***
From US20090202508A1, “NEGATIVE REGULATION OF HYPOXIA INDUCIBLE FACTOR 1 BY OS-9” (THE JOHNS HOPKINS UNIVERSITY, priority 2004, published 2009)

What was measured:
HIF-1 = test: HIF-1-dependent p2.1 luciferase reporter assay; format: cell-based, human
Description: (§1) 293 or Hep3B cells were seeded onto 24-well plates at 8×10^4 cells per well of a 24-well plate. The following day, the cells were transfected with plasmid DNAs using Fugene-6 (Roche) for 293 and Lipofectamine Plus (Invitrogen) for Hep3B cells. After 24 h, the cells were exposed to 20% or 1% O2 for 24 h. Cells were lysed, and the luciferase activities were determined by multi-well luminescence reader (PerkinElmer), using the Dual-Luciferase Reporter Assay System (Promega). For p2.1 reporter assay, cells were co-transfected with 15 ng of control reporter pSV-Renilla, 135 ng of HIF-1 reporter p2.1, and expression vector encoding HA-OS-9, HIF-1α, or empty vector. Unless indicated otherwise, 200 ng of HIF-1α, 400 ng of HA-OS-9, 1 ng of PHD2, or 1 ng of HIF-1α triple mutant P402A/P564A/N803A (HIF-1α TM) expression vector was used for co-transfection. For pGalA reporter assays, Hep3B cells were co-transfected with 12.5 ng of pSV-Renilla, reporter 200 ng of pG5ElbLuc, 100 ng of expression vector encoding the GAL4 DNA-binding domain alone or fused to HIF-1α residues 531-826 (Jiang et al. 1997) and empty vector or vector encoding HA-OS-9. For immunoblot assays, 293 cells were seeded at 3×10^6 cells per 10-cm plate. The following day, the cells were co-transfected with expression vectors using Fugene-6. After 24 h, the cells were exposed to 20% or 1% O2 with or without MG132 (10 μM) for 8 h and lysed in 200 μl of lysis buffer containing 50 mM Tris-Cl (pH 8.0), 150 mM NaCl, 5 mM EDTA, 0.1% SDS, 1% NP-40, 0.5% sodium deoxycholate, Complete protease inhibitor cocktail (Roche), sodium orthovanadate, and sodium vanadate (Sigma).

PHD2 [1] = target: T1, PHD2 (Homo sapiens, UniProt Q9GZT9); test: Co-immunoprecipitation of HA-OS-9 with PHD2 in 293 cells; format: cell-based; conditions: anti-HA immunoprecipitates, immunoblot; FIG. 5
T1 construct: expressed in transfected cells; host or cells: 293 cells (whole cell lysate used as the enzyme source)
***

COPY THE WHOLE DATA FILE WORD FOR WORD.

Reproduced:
From US20090202508A1, “NEGATIVE REGULATION OF HYPOXIA INDUCIBLE FACTOR 1 BY OS-9” (THE JOHNS HOPKINS UNIVERSITY, priority 2004, published 2009)

What was measured:
HIF-1 = test: HIF-1-dependent p2.1 luciferase reporter assay; format: cell-based, human
Description: (§1) 293 or Hep3B cells were seeded onto 24-well plates at 8×10^4 cells per well of a 24-well plate. The following day, the cells were transfected with plasmid DNAs using Fugene-6 (Roche) for 293 and Lipofectamine Plus (Invitrogen) for Hep3B cells. After 24 h, the cells were exposed to 20% or 1% O2 for 24 h. Cells were lysed, and the luciferase activities were determined by multi-well luminescence reader (PerkinElmer), using the Dual-Luciferase Reporter Assay System (Promega). For p2.1 reporter assay, cells were co-transfected with 15 ng of control reporter pSV-Renilla, 135 ng of HIF-1 reporter p2.1, and expression vector encoding HA-OS-9, HIF-1α, or empty vector. Unless indicated otherwise, 200 ng of HIF-1α, 400 ng of HA-OS-9, 1 ng of PHD2, or 1 ng of HIF-1α triple mutant P402A/P564A/N803A (HIF-1α TM) expression vector was used for co-transfection. For pGalA reporter assays, Hep3B cells were co-transfected with 12.5 ng of pSV-Renilla, reporter 200 ng of pG5ElbLuc, 100 ng of expression vector encoding the GAL4 DNA-binding domain alone or fused to HIF-1α residues 531-826 (Jiang et al. 1997) and empty vector or vector encoding HA-OS-9. For immunoblot assays, 293 cells were seeded at 3×10^6 cells per 10-cm plate. The following day, the cells were co-transfected with expression vectors using Fugene-6. After 24 h, the cells were exposed to 20% or 1% O2 with or without MG132 (10 μM) for 8 h and lysed in 200 μl of lysis buffer containing 50 mM Tris-Cl (pH 8.0), 150 mM NaCl, 5 mM EDTA, 0.1% SDS, 1% NP-40, 0.5% sodium deoxycholate, Complete protease inhibitor cocktail (Roche), sodium orthovanadate, and sodium vanadate (Sigma).

PHD2 [1] = target: T1, PHD2 (Homo sapiens, UniProt Q9GZT9); test: Co-immunoprecipitation of HA-OS-9 with PHD2 in 293 cells; format: cell-based; conditions: anti-HA immunoprecipitates, immunoblot; FIG. 5
T1 construct: expressed in transfected cells; host or cells: 293 cells (whole cell lysate used as the enzyme source)